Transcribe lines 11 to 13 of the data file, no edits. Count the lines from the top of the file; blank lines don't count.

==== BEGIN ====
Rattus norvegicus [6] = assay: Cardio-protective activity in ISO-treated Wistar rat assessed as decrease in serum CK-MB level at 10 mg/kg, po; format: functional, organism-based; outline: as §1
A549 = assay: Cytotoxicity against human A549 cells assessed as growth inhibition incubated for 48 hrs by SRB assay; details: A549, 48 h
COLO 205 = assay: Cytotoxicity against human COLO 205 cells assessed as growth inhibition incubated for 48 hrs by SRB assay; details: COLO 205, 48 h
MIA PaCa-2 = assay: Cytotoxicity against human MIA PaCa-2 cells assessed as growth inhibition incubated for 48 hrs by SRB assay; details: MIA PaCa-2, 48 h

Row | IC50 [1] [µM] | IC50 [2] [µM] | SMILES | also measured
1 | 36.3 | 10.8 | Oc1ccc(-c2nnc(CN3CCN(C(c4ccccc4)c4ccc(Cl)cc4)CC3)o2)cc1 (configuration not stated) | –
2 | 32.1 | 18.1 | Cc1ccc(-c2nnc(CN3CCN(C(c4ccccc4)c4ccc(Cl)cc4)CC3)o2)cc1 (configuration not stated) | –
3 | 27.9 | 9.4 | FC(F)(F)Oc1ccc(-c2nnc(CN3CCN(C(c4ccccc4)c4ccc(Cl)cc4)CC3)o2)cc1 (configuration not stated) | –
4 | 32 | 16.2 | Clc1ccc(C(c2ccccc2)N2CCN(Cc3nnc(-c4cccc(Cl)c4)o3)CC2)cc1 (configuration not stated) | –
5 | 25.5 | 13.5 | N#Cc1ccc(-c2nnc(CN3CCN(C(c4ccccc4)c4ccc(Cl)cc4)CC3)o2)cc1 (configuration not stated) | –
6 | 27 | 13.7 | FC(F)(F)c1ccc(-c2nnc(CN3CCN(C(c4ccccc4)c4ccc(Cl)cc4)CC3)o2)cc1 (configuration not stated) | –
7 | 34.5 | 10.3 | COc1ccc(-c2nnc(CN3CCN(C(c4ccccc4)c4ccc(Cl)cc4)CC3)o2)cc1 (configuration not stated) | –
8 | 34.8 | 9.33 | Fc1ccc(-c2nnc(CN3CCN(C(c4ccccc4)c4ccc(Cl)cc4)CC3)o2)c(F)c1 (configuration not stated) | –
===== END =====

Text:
6 | 27 | 13.7 | FC(F)(F)c1ccc(-c2nnc(CN3CCN(C(c4ccccc4)c4ccc(Cl)cc4)CC3)o2)cc1 (configuration not stated) | –
7 | 34.5 | 10.3 | COc1ccc(-c2nnc(CN3CCN(C(c4ccccc4)c4ccc(Cl)cc4)CC3)o2)cc1 (configuration not stated) | –
8 | 34.8 | 9.33 | Fc1ccc(-c2nnc(CN3CCN(C(c4ccccc4)c4ccc(Cl)cc4)CC3)o2)c(F)c1 (configuration not stated) | –